A typical lightning bolt can attain a pressure up to 30 million volts and a current as much as 10000 amperes. It can cause air temperatures to reach 10000°C. But a bolt's duration is extremely short (fractions of a second). Although it can kill people a bolt reaches, some can survive. A lightning bolt is the discharge of electrons (negative charges) that build up in a cloud. Both negative and positive charges accumulate from processes that derive them from the ground or by ionization of the air. With both charges present in a thundercloud (the thunder itself occur as superheated air rushes back into the bolt's path), much lightning is discharged in and remains within the cloud. But if the Earth's surface is induced to have a surplus of + (positive charges), as when - (negative) charges are drawn off and carried upwards, the bolt may strike some spot on the ground if the potential difference is great enough. This diagram shows the sequence involved in forming lightning:

Sequential steps in forming lightning
From Lutgens and Tarbuck, 1998

Orographic precipitation is a straightforward process, as depicted below. Moist air moves toward higher terrain - usually large mountain chains but smaller block mountains can also induce the effect. This wind-driven air is forced up the slopes to elevations where both P and T are reduced. At the lower temperatures, the moist air mass becomes saturated and precipitation ensues - usually as thunderstorms in the summer or as widespread snow storms in the winter. This air then becomes "dried out" - most of its moisture has precipitated in the pass over. The air moves down the opposite slope as dry and then warmer. This side is said to be in a "rain shadow", i.e., general storms are infrequent and arid conditions, with their characteristic vegetation, prevail. As it moves on, the air mass may gradually pick up moisture.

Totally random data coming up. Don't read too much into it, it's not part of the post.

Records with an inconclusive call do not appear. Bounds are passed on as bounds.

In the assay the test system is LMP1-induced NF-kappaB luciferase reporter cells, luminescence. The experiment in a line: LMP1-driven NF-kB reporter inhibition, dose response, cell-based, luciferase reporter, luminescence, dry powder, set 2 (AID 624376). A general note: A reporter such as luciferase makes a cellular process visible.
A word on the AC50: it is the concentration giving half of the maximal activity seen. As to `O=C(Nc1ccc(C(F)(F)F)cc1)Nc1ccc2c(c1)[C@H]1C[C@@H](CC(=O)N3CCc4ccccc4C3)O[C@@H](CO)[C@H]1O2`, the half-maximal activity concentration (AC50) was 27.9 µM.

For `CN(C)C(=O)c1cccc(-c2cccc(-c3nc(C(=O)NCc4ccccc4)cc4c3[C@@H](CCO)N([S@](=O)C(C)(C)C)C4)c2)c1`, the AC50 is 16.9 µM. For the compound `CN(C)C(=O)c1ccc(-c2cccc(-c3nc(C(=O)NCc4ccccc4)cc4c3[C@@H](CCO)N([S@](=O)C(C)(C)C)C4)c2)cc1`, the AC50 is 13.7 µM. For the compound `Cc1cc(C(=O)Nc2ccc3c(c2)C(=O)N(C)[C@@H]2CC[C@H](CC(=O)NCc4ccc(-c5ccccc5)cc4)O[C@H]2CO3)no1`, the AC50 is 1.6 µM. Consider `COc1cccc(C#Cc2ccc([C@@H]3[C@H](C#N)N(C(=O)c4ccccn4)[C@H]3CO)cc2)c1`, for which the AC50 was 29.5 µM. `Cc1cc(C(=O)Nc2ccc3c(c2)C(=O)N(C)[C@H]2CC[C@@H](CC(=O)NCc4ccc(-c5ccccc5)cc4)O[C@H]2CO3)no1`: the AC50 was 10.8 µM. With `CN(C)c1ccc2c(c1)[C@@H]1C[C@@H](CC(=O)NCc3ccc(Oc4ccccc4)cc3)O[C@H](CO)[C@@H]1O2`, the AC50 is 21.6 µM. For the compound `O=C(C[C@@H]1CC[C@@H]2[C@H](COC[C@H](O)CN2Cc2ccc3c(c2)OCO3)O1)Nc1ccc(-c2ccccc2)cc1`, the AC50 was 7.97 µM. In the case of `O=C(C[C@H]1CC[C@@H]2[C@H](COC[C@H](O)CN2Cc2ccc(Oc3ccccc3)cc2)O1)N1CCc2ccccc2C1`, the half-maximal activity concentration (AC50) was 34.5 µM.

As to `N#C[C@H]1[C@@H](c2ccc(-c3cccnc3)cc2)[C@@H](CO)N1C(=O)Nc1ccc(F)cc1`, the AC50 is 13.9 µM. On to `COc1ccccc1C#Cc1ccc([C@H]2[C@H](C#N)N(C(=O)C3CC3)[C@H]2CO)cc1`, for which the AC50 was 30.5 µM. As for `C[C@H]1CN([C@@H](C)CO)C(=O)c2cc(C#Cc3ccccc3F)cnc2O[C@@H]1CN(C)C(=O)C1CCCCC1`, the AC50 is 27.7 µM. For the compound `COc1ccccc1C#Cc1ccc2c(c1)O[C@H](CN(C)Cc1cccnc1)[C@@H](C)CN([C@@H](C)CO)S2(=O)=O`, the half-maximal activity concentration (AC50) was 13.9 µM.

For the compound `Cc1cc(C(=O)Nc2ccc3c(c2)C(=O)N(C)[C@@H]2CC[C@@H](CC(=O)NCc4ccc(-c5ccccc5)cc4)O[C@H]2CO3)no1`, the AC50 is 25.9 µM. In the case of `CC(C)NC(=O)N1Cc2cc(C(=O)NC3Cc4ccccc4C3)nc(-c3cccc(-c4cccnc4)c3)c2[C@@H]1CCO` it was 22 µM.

Schematic showing how orographic precipitation takes place.

Clouds on the windward side of a mountain belt (before uplift) are distinctive, as these cirrus types demonstrate.

Cirrus clouds form as an air mass approaches a mountain range.

An example from space of cloud formation over most of a large, high mountain system - in this case, the European Alps - confirms this tendency for alpine topography to build up cloud cover.

Clouds produced orographically over Europe's Alps.

On a much larger scale are the Mid-Latitude Cyclones which develop when polar air moves into latitudes largely within the 30 to 60° range. Lows develop and compete with highs as both types of systems are moved around by Jet Streams and other contributors. These are the typical massive storms that affect Europe and Asia, North America, and to a lesser extent the southern continents throughout the year but are most noticeable and influential in the winter months. Some of the illustrations shown below are found on a Weather site maintained by the University of Arizona.

Before learning how these cyclonic systems form, lets look at one that shows up dramatically over the British Isles as seen from space:

A large cyclonic weather system approaching Europe via the British Isles.

The general characteristics of Mid-Latitude Cyclonic systems are summarized in this chart

The salient features of a Mid-Latitude Cyclone

The development of the cyclone follows a general sequence of stages beginning with the advance of an Arctic Cold Front into cooler air (to the south in the northern hemisphere) and often ending with an occluded phase. A 5 step sequence appears here: